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Lloyd the Beholder
The Dungeon Master Experience
Chris Perkins

This regular column is for Dungeon Masters who like to build worlds and campaigns as much as I do. Here I share my experiences as a DM through the lens of Iomandra, my Dungeons & Dragons campaign world. Even though the campaign uses the 4th Edition rules, the topics covered here often transcend editions. Hopefully this series of articles will give you inspiration, ideas, and awesome new ways to menace your players in your home campaigns.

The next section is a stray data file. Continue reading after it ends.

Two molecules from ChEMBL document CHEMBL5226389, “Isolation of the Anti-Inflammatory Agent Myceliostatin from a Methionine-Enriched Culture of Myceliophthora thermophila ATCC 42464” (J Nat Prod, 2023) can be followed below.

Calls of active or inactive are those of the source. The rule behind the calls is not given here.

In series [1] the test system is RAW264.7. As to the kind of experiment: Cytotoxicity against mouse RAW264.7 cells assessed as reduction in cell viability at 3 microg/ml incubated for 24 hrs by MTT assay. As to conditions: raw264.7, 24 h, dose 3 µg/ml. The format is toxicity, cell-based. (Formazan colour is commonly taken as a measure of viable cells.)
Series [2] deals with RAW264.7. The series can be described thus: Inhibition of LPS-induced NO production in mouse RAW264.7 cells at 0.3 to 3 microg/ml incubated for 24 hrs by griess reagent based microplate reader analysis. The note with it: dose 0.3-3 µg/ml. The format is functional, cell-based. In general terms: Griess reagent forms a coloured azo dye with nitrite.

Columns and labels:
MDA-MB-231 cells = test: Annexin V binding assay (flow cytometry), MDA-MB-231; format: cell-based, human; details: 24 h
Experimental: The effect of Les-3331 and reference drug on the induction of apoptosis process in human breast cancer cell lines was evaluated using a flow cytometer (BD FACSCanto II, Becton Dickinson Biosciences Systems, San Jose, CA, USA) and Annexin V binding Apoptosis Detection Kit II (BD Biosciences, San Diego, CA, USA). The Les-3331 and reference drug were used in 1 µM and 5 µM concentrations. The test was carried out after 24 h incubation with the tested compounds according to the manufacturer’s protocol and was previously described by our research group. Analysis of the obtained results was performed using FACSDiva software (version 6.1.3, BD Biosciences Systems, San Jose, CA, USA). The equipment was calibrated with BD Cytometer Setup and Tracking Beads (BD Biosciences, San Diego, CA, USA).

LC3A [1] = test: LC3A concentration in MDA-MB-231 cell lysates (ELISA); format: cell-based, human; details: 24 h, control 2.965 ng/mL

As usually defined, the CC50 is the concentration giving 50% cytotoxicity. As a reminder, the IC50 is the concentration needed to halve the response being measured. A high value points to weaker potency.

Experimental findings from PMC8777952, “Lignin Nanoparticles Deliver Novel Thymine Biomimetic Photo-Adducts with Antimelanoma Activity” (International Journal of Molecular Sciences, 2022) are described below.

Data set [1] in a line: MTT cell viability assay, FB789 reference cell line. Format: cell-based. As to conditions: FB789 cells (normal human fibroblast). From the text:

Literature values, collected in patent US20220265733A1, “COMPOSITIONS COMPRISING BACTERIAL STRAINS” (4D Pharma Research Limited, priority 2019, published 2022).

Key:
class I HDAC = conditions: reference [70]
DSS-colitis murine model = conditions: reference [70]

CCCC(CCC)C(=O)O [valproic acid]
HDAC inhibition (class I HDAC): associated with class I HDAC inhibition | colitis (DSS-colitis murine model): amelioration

If you’re interested in learning more about the world of Iomandra, check out the wiki.



MONDAY NIGHT. The heroes commandeer an illithid nautilus, and Peter Schaefer’s changeling character figures out how to steer the ship by assuming the form of a mind flayer and inserting his tentacles into the pilot’s control station. He convinces the ship’s elder brain to take the vessel deep into enemy waters by first passing through the Far Realm. The DM (that’s me!) has Peter’s character make a handful of Dungeoneering checks to successfully navigate the Far Realm—and he fails spectacularly. As the ship drifts off course, it picks up three stray beholders who sound an awful lot like Kang and Kodos, the aliens from The Simpsons.